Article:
As a result, the United States and the EU shut down the Russia Today network and Sputnik agency to clean up Facebook from pro-Russian bot overpopulation. It helped to combat Kremlin disinformation. However, with affiliate local websites and pro-Russian political voices (mostly far right or far left), the influence of Putin’s propaganda in Europe remained strong.

Read also: Ruptly, Russian international news agency spreading biased reports

Russians tried to acquire three media in the Balkans – leaks

Furthermore, after it started an all-out war in Ukraine, Putin’s regime further escalated its media warfare against Western countries. For example, in April 2022, the Russians suddenly realized they lacked media control in the Balkans, which they swiftly tried to rectify. Babakov discussed purchasing three media outlets in his emails: B92, Pink, and Vijesri.

The total cost is comparable to the cost of several footballers, he wrote in an email. It remains to be identified whether Moscow has successfully extended its influence in the Balkan countries in this way. However, the pro-Russian narratives were present in Balkan media.


Read also: Russia is waging a disinformation war in the Balkans

Use of International Council of Russian Compatriots

Aside from direct investment and subsequent control over editorial policy, Russians recall manipulating Western audiences in another way – with the assistance of the International Council of Russian Compatriots.

In a report to Babakov, ICRC operatives Mikhail Neborsky and French citizen Peter Sheremetyev argued that Moscow should tap into the potential of Russian diaspora abroad in the face of Western societies’ opposition to Moscow propaganda. The council’s website was transformed into a full-fledged information resource for this aim, through which the Kremlin influences its audience with belligerent propaganda.


Spreading Russian narratives through “Russian compatriots” resources

The ICRC has over 160 organizations of “Russian compatriots” in 53 countries as members. Almost all organizations have websites and social media profiles that publish materials given by the ICRC.

Furthermore, the document’s authors argued that launching an English-language version of the site would strengthen their influence on public opinion in Europe, America, and other parts of the world. At the same time, the West as a whole supposedly could not accuse the Russian portals of spreading misinformation because “the council is independent and is not funded by the Russian budget.”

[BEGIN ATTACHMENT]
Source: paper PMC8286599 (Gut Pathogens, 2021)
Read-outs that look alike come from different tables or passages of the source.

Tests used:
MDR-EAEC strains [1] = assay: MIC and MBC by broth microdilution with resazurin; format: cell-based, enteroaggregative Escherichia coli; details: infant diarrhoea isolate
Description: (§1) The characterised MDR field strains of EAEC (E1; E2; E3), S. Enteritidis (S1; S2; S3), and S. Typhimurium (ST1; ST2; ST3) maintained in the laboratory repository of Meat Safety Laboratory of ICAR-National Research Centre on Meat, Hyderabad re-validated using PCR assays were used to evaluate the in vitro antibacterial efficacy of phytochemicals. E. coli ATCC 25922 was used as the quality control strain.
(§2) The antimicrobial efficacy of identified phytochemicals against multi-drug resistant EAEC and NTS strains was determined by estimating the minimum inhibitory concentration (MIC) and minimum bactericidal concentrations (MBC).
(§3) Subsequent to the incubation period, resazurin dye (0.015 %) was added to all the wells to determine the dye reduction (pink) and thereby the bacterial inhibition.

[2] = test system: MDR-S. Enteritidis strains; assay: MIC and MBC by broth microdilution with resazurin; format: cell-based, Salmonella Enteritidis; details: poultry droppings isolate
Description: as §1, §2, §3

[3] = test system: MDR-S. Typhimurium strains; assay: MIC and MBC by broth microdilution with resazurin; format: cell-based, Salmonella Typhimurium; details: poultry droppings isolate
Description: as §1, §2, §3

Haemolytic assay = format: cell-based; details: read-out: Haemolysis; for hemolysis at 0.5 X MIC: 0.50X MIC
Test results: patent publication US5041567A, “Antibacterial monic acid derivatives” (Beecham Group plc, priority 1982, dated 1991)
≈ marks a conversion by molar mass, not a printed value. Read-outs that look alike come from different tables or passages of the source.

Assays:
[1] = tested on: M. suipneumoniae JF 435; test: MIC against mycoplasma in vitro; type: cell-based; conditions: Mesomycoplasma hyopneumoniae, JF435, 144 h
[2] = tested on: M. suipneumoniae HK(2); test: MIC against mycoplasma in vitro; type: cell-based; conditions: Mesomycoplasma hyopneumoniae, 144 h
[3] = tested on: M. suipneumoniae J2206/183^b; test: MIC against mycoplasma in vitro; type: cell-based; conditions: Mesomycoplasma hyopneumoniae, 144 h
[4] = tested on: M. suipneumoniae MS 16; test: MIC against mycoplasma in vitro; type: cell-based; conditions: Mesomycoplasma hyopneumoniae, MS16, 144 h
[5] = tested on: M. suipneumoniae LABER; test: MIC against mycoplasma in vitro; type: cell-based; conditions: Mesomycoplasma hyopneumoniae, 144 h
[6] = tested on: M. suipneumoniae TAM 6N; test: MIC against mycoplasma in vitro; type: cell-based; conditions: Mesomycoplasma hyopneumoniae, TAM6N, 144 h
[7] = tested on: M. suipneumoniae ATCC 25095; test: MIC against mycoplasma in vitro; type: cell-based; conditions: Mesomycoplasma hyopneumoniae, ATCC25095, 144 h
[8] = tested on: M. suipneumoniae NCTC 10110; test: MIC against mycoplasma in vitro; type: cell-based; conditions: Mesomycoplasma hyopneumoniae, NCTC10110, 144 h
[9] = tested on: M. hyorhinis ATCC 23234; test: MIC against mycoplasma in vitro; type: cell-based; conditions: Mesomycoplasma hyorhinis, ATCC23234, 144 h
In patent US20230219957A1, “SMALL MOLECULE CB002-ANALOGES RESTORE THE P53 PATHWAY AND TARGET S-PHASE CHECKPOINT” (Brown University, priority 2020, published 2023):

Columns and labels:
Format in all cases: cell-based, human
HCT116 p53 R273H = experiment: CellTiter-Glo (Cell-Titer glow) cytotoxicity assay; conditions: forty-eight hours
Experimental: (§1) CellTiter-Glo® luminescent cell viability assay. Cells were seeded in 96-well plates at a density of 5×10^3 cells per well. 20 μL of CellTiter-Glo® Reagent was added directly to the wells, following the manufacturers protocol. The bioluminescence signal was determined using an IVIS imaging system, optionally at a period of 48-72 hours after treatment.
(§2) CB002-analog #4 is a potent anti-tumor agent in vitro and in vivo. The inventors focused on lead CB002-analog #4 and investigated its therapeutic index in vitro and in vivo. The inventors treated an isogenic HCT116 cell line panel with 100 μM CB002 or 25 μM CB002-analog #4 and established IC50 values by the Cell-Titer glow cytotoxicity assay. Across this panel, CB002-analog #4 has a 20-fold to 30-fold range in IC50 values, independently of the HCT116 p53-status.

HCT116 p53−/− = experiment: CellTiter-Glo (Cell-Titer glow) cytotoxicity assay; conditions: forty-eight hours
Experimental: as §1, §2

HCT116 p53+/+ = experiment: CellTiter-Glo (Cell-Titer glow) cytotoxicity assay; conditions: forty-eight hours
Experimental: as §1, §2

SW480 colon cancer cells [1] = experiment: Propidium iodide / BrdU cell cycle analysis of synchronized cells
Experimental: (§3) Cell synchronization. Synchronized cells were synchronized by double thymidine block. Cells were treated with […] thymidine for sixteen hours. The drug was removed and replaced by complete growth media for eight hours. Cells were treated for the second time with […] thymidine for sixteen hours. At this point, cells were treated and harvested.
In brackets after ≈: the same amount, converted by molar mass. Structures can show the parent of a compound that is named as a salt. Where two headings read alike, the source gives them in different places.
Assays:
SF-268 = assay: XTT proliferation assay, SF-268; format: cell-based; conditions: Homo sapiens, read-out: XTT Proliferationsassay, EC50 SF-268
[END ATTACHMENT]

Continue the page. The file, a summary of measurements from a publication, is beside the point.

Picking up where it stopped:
In subsequent correspondence with the deputy leader of the State Duma, it was already stated that budget funds for the project (a wholly independent portal) were required. At the same time, the portal’s annual budget has nearly doubled, from an anticipated 6 million rubles to over 13 million rubles.

Read also: Operation Doppelgänger: how Russia spread fake news in France

Humanitarian Reactor: Kremlin-made terminology for news reports

As the media saw in the hacked emails, to promote propaganda abroad, the Kremlin decided to create a club called the Humanitarian Reactor, where during meetings, experts were to define harmful terms to describe activities of the United States, the West, and other countries “unfriendly” to Russia.

The words must meet the following criteria: 1. Have a demoralizing effect on unarmed states and elicit a painful reaction. 2. Have a “spirit-lifting” influence on the Russian audience. 3. To create support for Russia and hatred toward the West among third-world countries.

Babakov’s career success

Babakov has made a bright political career and has supervised the activities of many Russian industries. Babakov has become deputy chairman of the commission of the board of directors of Gazprom, a curator of the development of the Russian military-industrial complex, a kind of promoter of Russian interests in Africa, Asia and Western countries, and, in parallel, an “investor” in the energy sector of Ukraine.

Being under sanctions almost all over the world, Babakov goes to propaganda channels, calls for the destruction of Ukraine, and participates in Russia’s acquisition of media in European countries.

Ukrainian law enforcers have opened several criminal proceedings against him for numerous manifestations of aggression against Ukraine. Babakov is accused of infringing on Ukraine’s territorial integrity in several episodes.

Read also: Russian propaganda efforts against weapons supply to Ukraine leverage reports in the West